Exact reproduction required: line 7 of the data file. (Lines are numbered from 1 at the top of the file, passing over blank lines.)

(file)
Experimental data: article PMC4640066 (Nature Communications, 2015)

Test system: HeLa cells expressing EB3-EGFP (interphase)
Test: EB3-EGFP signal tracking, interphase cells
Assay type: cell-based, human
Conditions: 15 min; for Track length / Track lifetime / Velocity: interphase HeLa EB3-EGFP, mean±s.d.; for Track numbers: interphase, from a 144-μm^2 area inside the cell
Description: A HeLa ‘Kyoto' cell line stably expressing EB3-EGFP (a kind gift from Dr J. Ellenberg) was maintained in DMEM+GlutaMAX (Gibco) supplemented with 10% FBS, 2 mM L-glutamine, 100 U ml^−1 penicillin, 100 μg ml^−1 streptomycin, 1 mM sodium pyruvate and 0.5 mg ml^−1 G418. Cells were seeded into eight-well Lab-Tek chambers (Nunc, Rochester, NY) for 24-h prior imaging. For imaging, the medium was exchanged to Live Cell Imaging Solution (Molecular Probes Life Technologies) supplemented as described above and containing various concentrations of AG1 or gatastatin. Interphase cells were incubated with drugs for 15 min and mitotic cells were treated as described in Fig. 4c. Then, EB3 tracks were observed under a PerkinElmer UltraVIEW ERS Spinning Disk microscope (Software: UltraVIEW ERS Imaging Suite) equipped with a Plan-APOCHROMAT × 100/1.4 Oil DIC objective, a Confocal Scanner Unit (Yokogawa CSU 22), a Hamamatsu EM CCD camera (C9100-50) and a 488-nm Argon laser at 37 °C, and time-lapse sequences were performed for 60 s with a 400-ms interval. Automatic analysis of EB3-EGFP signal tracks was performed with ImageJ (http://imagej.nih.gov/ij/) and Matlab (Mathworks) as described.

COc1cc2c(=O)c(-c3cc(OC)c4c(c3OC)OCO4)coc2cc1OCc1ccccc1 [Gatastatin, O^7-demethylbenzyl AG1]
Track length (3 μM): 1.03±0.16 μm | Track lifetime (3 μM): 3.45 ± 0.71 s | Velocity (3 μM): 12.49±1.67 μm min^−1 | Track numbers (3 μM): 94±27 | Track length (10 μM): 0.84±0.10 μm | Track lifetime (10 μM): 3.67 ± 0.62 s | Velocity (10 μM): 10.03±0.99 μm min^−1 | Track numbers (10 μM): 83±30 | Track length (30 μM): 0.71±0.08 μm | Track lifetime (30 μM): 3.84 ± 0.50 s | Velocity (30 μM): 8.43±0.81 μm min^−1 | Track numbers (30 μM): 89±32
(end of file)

COc1cc2c(=O)c(-c3cc(OC)c4c(c3OC)OCO4)coc2cc1OCc1ccccc1 [Gatastatin, O^7-demethylbenzyl AG1]